Wednesday, December 17, 2014

Another reason not to trust Jeb Bush

OK, did anyone doubt that "the smart Bush brother" would eventually run for President? The only reason he wouldn't is if there were enough scandals in his background to make him unelectable. Of course, some of us think that handing the 2000 election to his brother is enough to disqualify him, but there's a lot more.

Including what I'm about to describe, which almost certainly won't be talked about in the campaign, but IMO is very important. It takes a bit of explaining, so bear with me…

Remember Terri Schiavo? The woman who was in a permanent vegetative state in Florida back in 2005? Her husband had a state court order to disconnect her life support, and her parents objected. They appealed to Federal court, which (quite properly) declined to get involved, noting this was a state matter. 

The Christian Right staged a massive freakout, which led to a special session of Congress passing a law to "save Terri" by transferring her case to Federal court. President Dubya flew back from Texas to sign the bill at 1:00 in the morning. (The Federal courts denied the appeals and Schiavo was eventually allowed to die.) 

The interesting thing about the case is that the right wing, which endlessly beats the drum about individual liberty, states' rights, and limited government, was anxious for the Federal government to get involved. One of the few sane Republicans, Chris Shays (from the Northeast, naturally), said "My party is demonstrating that they are for states' rights unless they don't like what states are doing. This couldn't be a more classic case of a state responsibility. This Republican Party of Lincoln has become a party of theocracy."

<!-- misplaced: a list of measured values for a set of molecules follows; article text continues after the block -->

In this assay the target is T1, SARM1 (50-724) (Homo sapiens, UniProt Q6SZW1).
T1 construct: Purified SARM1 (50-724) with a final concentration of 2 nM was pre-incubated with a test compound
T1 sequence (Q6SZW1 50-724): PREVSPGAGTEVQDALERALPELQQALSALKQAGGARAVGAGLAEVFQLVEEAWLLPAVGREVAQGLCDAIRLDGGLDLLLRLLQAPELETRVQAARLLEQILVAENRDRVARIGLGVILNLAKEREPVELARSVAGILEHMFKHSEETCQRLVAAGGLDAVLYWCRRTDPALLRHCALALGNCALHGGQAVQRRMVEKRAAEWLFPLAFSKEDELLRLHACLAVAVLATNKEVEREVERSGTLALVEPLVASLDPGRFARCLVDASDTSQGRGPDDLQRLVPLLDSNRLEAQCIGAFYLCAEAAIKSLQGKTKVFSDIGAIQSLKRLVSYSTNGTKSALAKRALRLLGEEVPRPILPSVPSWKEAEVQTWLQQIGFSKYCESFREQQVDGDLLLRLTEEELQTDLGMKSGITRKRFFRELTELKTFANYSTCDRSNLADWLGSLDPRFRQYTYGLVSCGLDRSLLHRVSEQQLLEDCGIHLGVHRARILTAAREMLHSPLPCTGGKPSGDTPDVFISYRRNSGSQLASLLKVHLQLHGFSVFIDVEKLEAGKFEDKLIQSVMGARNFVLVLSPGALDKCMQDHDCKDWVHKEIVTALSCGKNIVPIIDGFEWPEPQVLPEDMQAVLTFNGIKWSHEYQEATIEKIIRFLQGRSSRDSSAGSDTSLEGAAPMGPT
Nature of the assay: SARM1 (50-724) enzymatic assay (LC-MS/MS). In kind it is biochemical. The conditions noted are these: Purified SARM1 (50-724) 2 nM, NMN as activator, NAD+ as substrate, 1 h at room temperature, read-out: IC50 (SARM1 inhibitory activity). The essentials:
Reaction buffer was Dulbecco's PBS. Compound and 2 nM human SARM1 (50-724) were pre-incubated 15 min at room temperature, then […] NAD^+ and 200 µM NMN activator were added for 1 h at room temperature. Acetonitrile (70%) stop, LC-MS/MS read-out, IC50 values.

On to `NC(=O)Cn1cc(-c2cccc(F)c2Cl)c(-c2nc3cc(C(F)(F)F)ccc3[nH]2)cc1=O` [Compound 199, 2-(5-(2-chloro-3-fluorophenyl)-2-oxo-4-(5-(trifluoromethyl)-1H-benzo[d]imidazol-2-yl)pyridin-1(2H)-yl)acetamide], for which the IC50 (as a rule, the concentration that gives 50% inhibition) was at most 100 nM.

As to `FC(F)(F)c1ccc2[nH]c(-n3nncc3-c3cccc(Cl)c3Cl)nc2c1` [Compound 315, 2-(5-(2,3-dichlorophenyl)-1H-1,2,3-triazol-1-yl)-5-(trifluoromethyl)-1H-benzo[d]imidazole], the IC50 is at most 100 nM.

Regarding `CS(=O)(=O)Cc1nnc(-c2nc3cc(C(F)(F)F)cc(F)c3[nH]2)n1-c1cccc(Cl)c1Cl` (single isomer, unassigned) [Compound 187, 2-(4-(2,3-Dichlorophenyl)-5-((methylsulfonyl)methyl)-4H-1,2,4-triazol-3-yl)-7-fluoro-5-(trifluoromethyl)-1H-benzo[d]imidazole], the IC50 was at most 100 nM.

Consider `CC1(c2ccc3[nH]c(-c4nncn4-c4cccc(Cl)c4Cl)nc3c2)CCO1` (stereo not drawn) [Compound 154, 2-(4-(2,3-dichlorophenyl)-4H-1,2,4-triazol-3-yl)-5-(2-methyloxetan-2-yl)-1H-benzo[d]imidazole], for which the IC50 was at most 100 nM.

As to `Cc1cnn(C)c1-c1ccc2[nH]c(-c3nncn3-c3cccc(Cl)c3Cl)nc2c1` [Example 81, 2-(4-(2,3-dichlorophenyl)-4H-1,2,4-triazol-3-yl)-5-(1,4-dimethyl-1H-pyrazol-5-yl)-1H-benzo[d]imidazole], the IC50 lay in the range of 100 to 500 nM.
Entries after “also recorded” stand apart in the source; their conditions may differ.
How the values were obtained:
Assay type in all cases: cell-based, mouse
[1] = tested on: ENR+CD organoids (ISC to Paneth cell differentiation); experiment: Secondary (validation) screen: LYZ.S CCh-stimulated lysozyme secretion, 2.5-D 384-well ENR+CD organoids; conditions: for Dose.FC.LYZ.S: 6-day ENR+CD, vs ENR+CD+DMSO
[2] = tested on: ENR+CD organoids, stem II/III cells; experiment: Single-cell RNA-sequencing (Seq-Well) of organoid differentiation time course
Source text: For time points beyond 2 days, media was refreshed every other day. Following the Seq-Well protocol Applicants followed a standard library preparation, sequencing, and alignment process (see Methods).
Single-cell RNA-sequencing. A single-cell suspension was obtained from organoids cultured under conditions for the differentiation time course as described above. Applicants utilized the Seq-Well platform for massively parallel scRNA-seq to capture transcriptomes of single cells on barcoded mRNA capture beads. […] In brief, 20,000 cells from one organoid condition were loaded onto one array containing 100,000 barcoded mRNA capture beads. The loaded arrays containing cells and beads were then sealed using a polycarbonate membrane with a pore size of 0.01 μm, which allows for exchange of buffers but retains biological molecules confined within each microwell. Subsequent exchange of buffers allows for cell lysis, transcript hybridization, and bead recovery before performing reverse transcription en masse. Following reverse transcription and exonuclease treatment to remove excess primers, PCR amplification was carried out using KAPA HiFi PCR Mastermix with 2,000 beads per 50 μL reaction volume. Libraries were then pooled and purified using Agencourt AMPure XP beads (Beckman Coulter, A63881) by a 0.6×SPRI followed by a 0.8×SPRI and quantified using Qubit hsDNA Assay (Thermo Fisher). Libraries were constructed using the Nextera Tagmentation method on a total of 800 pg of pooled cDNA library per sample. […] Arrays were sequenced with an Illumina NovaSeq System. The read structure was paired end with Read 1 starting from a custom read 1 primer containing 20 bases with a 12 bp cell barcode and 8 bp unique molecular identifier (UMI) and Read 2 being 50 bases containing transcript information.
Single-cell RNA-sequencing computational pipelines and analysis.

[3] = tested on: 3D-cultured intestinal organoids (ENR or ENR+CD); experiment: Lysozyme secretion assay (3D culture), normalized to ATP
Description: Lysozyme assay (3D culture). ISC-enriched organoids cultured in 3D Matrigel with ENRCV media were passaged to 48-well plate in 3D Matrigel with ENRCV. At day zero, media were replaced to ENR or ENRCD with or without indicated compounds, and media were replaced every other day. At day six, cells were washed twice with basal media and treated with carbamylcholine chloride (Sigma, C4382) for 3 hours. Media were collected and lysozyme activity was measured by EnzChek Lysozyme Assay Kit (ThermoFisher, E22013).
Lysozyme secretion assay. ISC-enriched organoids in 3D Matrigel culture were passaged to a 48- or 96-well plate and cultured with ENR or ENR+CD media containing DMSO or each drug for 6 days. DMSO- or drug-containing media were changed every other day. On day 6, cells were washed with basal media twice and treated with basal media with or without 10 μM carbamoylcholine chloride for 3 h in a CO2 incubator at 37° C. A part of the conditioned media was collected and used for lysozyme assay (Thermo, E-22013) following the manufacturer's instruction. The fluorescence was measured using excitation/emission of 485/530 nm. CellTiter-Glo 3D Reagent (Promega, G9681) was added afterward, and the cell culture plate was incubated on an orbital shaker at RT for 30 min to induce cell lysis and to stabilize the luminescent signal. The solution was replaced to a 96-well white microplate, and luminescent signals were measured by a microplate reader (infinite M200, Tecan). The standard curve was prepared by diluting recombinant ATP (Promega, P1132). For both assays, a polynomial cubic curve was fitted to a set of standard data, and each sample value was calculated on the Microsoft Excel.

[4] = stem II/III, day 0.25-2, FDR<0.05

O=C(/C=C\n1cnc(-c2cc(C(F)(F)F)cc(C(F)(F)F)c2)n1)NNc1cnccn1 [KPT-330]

There. He said it. In fact, it appears that the Schiavo matter was basically an early test case for the right wing in using the power of the Federal government to enforce their religious beliefs. 

In explaining how this involves Jeb Bush, I'll quote from Frederic Rich's novel Christian Nation
I think this incident is incredibly revealing of what we can expect from the fundamentalists. And it's not just the casualness with which personal liberty, states' rights, and the rest were thrown aside. This was a manufactured 'crisis.' Millions of good people around the country were manipulated into really caring about the woman. They cried when she died. And so the movement gained a martyr—a symbol that the puppet masters, when it suits their purposes, can use to reconnect the faithful with that emotion. … The movement flirted with violent resistance. [Governor] Jeb Bush actually dispatched armed state agents to forcibly remove Terri Schiavo from the hospice in violation of court orders, but those state agents were stopped by the local police who upheld the law. Jeb Bush should have been impeached and jailed for that stunt. But instead he became one of the heroes.